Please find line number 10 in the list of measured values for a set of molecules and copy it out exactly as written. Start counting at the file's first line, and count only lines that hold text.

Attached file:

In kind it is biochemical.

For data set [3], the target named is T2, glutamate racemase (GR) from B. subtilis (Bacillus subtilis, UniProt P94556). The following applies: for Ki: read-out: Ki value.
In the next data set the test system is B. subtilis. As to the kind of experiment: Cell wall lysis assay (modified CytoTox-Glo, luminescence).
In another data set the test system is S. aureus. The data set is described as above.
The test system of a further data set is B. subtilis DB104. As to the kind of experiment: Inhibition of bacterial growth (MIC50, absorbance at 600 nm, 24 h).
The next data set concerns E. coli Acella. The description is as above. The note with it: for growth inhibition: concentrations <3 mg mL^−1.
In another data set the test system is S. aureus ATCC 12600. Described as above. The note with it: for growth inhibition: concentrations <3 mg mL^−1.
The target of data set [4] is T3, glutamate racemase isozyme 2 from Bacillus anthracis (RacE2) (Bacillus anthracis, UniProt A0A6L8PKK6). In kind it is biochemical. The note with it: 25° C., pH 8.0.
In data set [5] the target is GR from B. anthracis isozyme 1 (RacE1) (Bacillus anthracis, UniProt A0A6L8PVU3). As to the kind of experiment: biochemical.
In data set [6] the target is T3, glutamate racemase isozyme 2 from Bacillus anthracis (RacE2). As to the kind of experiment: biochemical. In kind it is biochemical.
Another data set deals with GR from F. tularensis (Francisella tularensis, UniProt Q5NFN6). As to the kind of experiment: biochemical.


In data set [6] the target is T3, glutamate racemase isozyme 2 from Bacillus anthracis (RacE2). As to the kind of experiment: biochemical. In kind it is biochemical.